In an effort to diversify the NHL among American players, the NHL hired O'Ree as their diversity ambassador, a job that Willie has worked many long and hard hours on. O'Ree is quite recognized in the hockey community for the role he continues to play in exposing youth to the game, and the general NHL fan-base ought to give the guy a bit more appreciation, in my not-so-humble opinion. While the NHL works hard to raise ticket prices and squeeze every little penny out of us who watch the game, few in the NHL's head offices seem to want to actually grow the game at a grassroots level.
The Boston Globe has a great in-depth feature of O'Ree's efforts, and notes that the NHL is still very much 'white bread':
According to the NHL, O'Ree has exposed more than 40,000 kids to the sport since he began working for the league in 1996. When he meets them, generally at schools or clinics or camps, O'Ree always asks of them one thing: to give the game a chance. "If you don't like it," he tells them, "you can walk away." The odds are long that any of the kids he meets will follow in O'Ree's footsteps, but they're particularly long for the black kids. It took 41 years for a black player to appear in an NHL game, and after O'Ree did so, another 16 years passed before the next one made it. In the 90-year history of the league, there have only been 40 black players; 14 of those filled NHL roster spots during the 2006-07 season, comprising about 2 percent of the league's makeup.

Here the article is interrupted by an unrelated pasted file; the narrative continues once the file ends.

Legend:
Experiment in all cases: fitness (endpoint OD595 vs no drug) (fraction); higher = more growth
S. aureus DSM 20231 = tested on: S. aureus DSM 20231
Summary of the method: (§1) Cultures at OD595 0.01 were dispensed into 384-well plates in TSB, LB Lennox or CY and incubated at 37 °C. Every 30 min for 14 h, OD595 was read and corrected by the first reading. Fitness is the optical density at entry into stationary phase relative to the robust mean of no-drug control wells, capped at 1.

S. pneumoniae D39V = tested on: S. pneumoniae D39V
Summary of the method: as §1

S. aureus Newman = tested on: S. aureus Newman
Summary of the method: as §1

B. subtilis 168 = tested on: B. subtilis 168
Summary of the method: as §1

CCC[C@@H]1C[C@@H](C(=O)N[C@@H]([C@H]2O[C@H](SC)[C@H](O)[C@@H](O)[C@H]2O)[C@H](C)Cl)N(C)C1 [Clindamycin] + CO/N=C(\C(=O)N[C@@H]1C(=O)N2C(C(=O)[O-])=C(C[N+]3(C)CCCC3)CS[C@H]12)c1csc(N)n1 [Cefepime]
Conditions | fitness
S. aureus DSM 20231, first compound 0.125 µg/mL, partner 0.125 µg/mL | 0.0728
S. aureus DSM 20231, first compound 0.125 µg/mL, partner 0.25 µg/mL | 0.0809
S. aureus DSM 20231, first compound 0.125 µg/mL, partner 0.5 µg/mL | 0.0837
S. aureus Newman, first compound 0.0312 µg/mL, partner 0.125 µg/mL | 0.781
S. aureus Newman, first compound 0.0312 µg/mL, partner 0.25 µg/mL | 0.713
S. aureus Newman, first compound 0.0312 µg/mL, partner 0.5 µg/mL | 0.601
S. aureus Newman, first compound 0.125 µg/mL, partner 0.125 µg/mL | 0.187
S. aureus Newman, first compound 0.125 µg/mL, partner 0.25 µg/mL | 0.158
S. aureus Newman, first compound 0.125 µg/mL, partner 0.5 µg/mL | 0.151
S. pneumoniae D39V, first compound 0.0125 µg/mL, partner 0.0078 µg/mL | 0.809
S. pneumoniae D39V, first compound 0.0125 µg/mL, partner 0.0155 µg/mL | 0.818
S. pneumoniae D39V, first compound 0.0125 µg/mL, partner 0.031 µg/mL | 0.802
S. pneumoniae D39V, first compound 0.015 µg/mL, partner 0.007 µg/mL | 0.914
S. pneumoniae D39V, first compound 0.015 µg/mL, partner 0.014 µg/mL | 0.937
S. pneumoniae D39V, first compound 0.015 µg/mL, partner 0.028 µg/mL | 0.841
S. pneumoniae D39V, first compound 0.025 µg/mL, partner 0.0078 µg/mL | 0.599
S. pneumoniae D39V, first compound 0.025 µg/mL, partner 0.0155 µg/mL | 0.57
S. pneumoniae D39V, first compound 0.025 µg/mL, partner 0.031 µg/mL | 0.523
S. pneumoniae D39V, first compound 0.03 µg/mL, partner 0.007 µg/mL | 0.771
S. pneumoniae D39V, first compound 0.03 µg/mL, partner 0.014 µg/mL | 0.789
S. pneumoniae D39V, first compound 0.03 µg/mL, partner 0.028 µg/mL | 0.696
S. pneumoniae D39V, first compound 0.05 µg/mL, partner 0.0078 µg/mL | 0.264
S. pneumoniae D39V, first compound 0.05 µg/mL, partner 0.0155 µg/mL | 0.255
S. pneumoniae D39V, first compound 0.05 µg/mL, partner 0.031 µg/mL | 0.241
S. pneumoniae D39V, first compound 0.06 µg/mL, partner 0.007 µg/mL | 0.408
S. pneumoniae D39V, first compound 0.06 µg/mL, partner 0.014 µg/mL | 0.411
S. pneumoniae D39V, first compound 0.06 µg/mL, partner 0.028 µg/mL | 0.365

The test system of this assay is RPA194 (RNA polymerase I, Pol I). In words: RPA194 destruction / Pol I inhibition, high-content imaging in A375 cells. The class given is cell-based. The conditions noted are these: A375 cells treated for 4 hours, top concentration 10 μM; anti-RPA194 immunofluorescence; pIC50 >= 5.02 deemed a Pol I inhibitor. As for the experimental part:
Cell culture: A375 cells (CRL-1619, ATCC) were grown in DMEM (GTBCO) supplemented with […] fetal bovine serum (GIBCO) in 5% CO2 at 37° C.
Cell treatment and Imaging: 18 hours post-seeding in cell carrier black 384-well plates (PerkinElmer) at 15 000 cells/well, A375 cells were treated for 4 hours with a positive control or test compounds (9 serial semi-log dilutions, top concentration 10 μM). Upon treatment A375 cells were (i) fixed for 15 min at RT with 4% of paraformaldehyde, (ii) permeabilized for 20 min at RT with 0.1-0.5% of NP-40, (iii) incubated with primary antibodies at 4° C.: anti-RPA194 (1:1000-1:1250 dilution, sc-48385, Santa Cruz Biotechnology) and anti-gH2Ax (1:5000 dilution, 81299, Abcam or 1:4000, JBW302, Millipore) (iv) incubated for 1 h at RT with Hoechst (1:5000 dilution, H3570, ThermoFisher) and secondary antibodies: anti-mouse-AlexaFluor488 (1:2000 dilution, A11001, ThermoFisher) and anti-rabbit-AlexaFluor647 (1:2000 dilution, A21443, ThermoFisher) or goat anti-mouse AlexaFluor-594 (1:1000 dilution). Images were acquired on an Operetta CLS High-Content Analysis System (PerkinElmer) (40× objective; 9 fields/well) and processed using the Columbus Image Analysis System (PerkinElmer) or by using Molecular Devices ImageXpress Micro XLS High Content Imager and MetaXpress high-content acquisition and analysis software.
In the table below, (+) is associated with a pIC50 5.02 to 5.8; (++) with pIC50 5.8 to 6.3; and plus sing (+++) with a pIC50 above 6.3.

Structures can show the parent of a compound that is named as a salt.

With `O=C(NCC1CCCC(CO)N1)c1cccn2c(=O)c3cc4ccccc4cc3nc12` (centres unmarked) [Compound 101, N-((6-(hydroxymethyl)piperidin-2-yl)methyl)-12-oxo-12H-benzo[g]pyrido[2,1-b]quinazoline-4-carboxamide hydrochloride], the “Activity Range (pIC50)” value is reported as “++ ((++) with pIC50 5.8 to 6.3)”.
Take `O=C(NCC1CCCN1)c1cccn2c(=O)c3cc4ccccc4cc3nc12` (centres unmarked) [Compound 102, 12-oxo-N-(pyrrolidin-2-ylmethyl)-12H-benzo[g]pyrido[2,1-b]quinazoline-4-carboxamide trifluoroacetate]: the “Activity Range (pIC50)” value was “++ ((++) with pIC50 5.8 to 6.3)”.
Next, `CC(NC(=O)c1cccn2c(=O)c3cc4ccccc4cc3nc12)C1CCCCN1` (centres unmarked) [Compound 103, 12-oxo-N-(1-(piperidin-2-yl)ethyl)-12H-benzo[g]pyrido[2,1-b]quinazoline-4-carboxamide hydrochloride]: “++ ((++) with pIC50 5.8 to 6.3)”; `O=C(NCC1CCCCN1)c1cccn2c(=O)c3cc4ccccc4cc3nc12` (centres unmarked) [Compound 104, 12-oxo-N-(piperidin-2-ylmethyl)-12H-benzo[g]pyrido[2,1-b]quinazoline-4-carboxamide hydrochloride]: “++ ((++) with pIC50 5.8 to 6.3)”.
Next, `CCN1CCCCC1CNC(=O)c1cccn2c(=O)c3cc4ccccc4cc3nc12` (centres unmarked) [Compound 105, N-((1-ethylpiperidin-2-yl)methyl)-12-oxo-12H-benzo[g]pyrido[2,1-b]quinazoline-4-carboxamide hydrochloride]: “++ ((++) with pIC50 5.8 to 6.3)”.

While black kids are not as likely to face slurs and abuse in today's environment, the cost of the game would prohibit many of them from ever getting to experience the game. Cost has always been an issue for anyone looking to get their kids into hockey, and it's something the NHL ought to look at more. It's not as if there aren't talented kids who don't want to play, but their parents will definitely choose soccer, basketball, baseball, or football, as those sports cost drastically less than ice hockey.
Previously on FanHouse:
Everybody Hates Chris, but Loves Willie.